diversity on campus 2/6

BGSU's 2019 tenured faculty broken down by race and ethnicity.

Many colleges implement student-focused plans to raise racial and ethnic diversity. Meanwhile, diversity among faculty remains relatively static. 

Faculty diversity initiatives have been in the works for decades, with colleges like Yale being pushed to diversify staff since the ‘70s. But progress is slow, and no single institution has implemented the “perfect” diversity plan. 

Across the nation professors belonging to racial and ethnic minorities remain underrepresented, and faculty diversity still remains a crucial discussion in higher education. 

“The homogeneous makeup of the professoriate proves that many institutions fail to keep pace with the demographic changes of their student bodies,” Bryan Betancur and Victoria Livingstone wrote in an Insider Higher Ed

 

  1. Students need people of color as role models. 

College brings people from many backgrounds into one setting. Diversity among peers is growing at universities while, as mentioned, faculty diversity barely changes. Students need diverse role models to better understand how they interact with their peers. 

In certain fields, such as STEM, the classics and fine arts, professors of color are more likely to be underrepresented. This may discourage students from minority backgrounds from pursuing certain careers, ultimately creating a cyclical lack of diversity. Faculty diversity allows more students to imagine their future. 

“For one, such stories are inspiring; but more specifically, for members of groups that have been historically disenfranchised or marginalized, it is also about pride. I am repeatedly humbled by the number and volume of people who congratulate me, or my family, for completing college, studying science and obtaining my doctorate,” biologist Danielle Lee wrote in Scientific American. 

 

  1. Minority student enrollment and retention will likely increase.

Enrollment increases when a prospective student sees a diverse staff. This relates to the fact all students need role models, especially ones they can relate to on multiple levels, whether socioeconomically, socially, racially or ethnically. By diversifying faculty, more students will be connected to mentors who support a successful academic career.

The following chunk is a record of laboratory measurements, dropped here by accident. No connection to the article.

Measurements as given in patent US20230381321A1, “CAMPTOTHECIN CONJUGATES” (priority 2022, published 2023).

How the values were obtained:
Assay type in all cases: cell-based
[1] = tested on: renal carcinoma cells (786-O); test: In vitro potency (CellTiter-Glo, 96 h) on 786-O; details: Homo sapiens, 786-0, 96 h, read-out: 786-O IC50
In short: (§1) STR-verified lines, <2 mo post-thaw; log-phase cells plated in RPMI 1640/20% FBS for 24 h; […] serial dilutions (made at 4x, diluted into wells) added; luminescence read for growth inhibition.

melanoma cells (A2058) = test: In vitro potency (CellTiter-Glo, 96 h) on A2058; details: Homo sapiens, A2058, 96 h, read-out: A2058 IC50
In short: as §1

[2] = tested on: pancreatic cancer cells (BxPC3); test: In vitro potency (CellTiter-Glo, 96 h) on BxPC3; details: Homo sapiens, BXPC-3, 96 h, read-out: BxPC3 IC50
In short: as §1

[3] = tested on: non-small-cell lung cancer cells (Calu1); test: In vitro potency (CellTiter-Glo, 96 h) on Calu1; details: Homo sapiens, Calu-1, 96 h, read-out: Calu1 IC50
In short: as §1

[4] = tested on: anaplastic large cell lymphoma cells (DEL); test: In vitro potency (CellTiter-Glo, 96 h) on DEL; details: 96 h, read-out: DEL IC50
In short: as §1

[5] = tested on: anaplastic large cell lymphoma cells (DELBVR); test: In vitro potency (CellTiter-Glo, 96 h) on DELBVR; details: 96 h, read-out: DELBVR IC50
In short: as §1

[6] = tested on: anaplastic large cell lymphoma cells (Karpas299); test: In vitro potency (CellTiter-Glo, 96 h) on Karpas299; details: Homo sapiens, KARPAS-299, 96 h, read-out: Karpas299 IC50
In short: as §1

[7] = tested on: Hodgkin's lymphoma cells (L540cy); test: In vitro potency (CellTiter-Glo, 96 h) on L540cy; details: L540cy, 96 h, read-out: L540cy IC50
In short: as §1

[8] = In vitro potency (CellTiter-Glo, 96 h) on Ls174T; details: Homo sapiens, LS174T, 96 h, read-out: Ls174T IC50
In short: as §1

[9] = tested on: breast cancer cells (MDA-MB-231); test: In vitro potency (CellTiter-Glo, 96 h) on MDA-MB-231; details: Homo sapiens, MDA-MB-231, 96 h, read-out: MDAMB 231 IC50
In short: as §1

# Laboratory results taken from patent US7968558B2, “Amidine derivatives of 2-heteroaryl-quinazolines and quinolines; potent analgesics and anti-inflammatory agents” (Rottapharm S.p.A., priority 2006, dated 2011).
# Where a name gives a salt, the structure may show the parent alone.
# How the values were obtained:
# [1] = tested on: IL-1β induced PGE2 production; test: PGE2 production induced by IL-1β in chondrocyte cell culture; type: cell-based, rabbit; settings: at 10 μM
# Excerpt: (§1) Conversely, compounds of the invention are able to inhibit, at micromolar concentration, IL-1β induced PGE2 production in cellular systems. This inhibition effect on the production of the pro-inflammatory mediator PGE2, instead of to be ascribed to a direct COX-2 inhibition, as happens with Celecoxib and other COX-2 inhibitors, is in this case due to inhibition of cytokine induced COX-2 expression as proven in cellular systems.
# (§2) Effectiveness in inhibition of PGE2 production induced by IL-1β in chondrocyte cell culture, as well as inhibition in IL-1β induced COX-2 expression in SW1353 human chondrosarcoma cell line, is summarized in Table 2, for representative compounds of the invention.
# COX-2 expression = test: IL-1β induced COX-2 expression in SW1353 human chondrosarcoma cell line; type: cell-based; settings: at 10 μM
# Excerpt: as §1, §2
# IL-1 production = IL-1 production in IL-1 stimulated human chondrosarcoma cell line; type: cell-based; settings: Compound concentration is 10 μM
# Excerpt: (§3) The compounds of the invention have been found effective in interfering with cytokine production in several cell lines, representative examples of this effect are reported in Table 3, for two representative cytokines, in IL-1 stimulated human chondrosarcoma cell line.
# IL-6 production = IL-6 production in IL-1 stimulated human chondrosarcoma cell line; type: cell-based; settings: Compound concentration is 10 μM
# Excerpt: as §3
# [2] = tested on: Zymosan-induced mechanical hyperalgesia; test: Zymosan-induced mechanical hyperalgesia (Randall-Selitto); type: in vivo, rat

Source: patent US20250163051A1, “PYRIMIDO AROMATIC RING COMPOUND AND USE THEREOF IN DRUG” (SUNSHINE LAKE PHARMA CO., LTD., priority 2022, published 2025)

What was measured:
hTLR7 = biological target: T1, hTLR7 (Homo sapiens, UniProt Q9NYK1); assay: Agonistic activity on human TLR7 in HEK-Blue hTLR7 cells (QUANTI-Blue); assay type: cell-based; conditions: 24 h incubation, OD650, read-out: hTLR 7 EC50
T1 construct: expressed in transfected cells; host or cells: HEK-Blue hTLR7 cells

Without that support system, students are more likely to fail classes or even drop out. A 2017 study showed that 46% of Hispanics and 38% of African-Americans completed degree or certificate programs within six years, compared to 67% of whites. 

“While many factors can affect the academic achievement of students from underrepresented groups, studies frequently highlight the importance of a diverse faculty in ensuring that those students remain enrolled in school,” Betancur and Livingstone wrote.

 

  1. It encourages minority students to further their education.

Beyond point two, when minority students finish their undergraduate education, they may follow the footsteps of their role models. Academic institutions which offer such role models can help create the next generation of diverse masteral and doctoral candidates.

 

  1. It’s important to all institutions which create leaders. 

The world is a diverse place, so future leaders need to be cognizant of its complexities. Institutions can better prepare leaders by offering a diverse learning environment. Students are an amalgamation of their teachers, parents and role models. The culmination of those influences will affect the future of society. 

“A diverse faculty also holds the university accountable in ways that uplift people of color and center issues that are important to the large and growing communities of color across the nation,” wrote University of Pennsylvania professor Marybeth Gasman in a Washington Post opinion piece

Gasman continued, “Although I have always thought it vital that our faculty be representative of the nation’s diversity, we are getting to a point in higher education where increasing faculty diversity is an absolute necessity and crucial to the future of our nation.”

 

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